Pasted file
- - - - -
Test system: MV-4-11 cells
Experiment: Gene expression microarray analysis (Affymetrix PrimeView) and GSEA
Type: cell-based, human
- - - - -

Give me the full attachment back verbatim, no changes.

Test system: MV-4-11 cells
Experiment: Gene expression microarray analysis (Affymetrix PrimeView) and GSEA
Type: cell-based, human